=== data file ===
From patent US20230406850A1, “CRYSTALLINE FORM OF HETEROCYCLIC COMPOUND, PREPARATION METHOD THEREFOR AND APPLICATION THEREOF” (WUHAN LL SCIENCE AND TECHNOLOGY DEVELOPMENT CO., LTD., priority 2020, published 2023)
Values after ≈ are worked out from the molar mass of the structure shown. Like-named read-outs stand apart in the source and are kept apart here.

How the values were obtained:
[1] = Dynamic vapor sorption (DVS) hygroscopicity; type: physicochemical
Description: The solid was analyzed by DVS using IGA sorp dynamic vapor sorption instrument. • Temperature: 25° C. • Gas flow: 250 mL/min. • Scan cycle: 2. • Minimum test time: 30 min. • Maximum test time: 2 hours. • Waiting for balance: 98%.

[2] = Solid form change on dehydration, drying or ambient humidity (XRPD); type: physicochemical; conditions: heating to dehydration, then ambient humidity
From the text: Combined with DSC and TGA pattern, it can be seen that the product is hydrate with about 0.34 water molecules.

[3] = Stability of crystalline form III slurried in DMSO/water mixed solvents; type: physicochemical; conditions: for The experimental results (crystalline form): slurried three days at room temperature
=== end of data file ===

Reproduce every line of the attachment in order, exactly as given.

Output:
From patent US20230406850A1, “CRYSTALLINE FORM OF HETEROCYCLIC COMPOUND, PREPARATION METHOD THEREFOR AND APPLICATION THEREOF” (WUHAN LL SCIENCE AND TECHNOLOGY DEVELOPMENT CO., LTD., priority 2020, published 2023)
Values after ≈ are worked out from the molar mass of the structure shown. Like-named read-outs stand apart in the source and are kept apart here.

How the values were obtained:
[1] = Dynamic vapor sorption (DVS) hygroscopicity; type: physicochemical
Description: The solid was analyzed by DVS using IGA sorp dynamic vapor sorption instrument. • Temperature: 25° C. • Gas flow: 250 mL/min. • Scan cycle: 2. • Minimum test time: 30 min. • Maximum test time: 2 hours. • Waiting for balance: 98%.

[2] = Solid form change on dehydration, drying or ambient humidity (XRPD); type: physicochemical; conditions: heating to dehydration, then ambient humidity
From the text: Combined with DSC and TGA pattern, it can be seen that the product is hydrate with about 0.34 water molecules.

[3] = Stability of crystalline form III slurried in DMSO/water mixed solvents; type: physicochemical; conditions: for The experimental results (crystalline form): slurried three days at room temperature